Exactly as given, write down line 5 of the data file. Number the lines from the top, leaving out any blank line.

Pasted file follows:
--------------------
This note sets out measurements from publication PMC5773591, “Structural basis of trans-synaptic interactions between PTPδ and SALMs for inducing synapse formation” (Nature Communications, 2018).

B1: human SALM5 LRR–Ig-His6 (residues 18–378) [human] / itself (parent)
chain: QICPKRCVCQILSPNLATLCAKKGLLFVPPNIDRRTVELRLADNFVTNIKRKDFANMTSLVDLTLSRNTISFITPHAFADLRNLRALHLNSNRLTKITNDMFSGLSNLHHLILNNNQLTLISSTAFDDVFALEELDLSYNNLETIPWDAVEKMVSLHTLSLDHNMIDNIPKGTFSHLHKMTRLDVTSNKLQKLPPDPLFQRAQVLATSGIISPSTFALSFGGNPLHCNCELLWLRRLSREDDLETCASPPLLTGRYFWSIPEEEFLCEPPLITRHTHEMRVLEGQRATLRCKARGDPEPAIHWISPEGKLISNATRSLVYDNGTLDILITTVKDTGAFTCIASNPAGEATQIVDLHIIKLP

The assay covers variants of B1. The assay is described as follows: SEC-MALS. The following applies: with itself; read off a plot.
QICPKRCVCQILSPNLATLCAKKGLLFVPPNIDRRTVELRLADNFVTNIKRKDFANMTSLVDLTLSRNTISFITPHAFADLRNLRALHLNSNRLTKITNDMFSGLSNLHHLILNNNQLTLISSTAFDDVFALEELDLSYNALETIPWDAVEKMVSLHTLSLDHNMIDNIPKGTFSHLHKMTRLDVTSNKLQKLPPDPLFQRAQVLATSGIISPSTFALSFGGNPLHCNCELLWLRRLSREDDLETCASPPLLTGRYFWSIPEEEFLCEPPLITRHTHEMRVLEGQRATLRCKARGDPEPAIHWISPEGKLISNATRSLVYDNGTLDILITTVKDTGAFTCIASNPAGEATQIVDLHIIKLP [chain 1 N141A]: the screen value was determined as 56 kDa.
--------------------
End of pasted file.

QICPKRCVCQILSPNLATLCAKKGLLFVPPNIDRRTVELRLADNFVTNIKRKDFANMTSLVDLTLSRNTISFITPHAFADLRNLRALHLNSNRLTKITNDMFSGLSNLHHLILNNNQLTLISSTAFDDVFALEELDLSYNALETIPWDAVEKMVSLHTLSLDHNMIDNIPKGTFSHLHKMTRLDVTSNKLQKLPPDPLFQRAQVLATSGIISPSTFALSFGGNPLHCNCELLWLRRLSREDDLETCASPPLLTGRYFWSIPEEEFLCEPPLITRHTHEMRVLEGQRATLRCKARGDPEPAIHWISPEGKLISNATRSLVYDNGTLDILITTVKDTGAFTCIASNPAGEATQIVDLHIIKLP [chain 1 N141A]: the screen value was determined as 56 kDa.